This is such an enjoyable read; treat yourself to laughs, to a plotline that is first rate, and a story that infuses you with hope.
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Format: Paperback
Similar in style to Lesley Kagen's national bestselling book Whistling in the Dark, Sandra Kring's How High the Moon is set in Wisconsin during the 1950's and has you drying your cheeks on one page and laughing out loud the next. Readers can surely relate to Sandra Kring's amazing ability to translate the difficult situations in life through the eyes and heart of a child. Done so effortlessly, with such candor, humor and grace, you simply want to keep reading. I found How High the Moon to be a witty, endearing story I couldn't put down.

After being abandoned by her Hollywood chasing mother, 10-year-old singing sensation Isabella "Teaspoon" Marlene is left in the care of her mother's former boyfriend, Teddy, and dreams of the day she'll be a star. Poor in the pocketbook, Teddy's rich in spirit as he does his best to raise the highly rambunctious Teaspoon alone. Always singing and fantasizing about the year her mother will triumphantly return, Teaspoon is as spunky and tomboyish as any little girl can get, which usually lands her in a heap of trouble with a line-up of other delightful and captivating characters. When Teddy can no longer take her shenanigans, Teaspoon agrees to clean up her act. Joining the Sunshine Sisters mentorship program, she's paired with Mill Town's favorite teenage sweetheart and beauty queen, Brenda Bloom. Brenda's family just happens to own Teaspoon's favorite theater in the entire Midwest, which makes her weekly visits a little more tolerable. As the unlikely pair develops a heartwarming friendship, Teaspoon is filled with a new sense of contentment.
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Format: Paperback
I absolutely LOVED this book! I fell in love with Teaspoon on page one, and was immediately hooked. Ms. Kring deftly weaves an adult tale through the eyes of the eleven year old Teaspoon whose mother has abandoned her and to pursue a career in Hollywood. Teaspoon has been left with her mothers boyfriend, Teddy, whose whole life now revolves around Teaspoon, who in turn decides to learn to become "respectable" because it's so important to Teddy. Teaspoon gets involved in a mentoring program (Sunshine Sisters, far more interesting than I am making it sound!) and there Teaspoon learns there are differing levels of respectability and we readers get lead down several different engaging sub plots. I laughed, I cried, I was angered and actually "Hooray"ed (out loud, my family thought I was nuts) through the whole thing. I highly recommend this wonderful book for anyone and all their friends. Definately one for the keeper shelf!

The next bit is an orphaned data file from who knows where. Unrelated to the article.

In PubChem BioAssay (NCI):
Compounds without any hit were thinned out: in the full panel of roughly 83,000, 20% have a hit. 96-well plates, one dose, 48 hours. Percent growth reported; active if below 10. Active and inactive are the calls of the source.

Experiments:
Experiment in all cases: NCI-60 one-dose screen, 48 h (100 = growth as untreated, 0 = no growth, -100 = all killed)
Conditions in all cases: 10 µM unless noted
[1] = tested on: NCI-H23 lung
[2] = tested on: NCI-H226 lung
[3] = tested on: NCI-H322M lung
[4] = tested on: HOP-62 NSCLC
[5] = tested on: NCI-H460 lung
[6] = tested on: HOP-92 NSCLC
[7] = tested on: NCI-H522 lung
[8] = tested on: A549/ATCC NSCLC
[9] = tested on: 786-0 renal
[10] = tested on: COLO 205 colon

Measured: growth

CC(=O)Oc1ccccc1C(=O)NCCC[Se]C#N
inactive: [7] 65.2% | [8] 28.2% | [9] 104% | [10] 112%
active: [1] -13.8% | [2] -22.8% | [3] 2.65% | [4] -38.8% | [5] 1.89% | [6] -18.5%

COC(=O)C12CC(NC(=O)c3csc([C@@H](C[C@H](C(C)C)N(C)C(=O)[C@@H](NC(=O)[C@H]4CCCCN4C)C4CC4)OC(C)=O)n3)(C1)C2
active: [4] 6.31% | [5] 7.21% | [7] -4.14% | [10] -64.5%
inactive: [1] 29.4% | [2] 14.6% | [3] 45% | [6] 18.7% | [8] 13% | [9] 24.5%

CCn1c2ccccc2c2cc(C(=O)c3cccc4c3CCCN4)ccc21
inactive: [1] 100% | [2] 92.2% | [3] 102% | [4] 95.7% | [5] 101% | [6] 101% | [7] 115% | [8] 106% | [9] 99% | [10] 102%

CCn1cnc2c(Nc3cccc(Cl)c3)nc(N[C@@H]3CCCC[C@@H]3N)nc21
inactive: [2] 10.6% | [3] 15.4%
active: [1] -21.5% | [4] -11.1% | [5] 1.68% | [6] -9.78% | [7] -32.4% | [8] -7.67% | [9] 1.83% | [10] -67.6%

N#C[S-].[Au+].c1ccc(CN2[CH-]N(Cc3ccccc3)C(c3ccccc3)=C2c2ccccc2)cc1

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Format: Kindle Edition
It's 1955 in Milltown, Wisconsin, where ten year old Isabella "Teaspoon" Marlene lives. She is a sweet but outspoken little girl, who misses her mother and wonders when she will be coming home. Teaspoon's mother left her with her boyfriend Teddy, telling her that she had "dreams to chase", and she then took off for a career in Hollywood.

Teddy is man who care deeply for Teaspoon. She tells people, "Teddy is the boyfriend Ma left me with", but "Teddy is as good as Jesus". Poor Teddy has his work cut out for him. He learns that Teaspoon has let her school work slide, and that she might not get promoted to the sixth grade. She also starts getting into fights, so something has to change. She reluctantly joins a group called The Sunshine Sisters, a mentoring program, aimed at changing the direction in life of wayward children. Her role models to date have been the Taxi Stand ladies who stand on the corner by the drug store, wear too much makeup and perfume and dress in skimpy, flashy clothing. To make matters worst they have taken a liking to Teaspoon.

Her Sunshine Sister experience pairs Teaspoon up with Brenda Bloom, and an unlikely bond is formed. A summer performance at the Starlight Theater Group, where Teaspoon gets to sing, has made a positive impact on her. She even hires the Taxi Stand ladies to do the makeup of those performing. Now she dreams about a possible singing career in her future.

MY THOUGHTS - There is so much more I could say about this wonderful story, but I don't want to give away too much detail. However, if you love coming of age stories set in small town America, with characters you will grow to love and care about, then this book will appeal to you.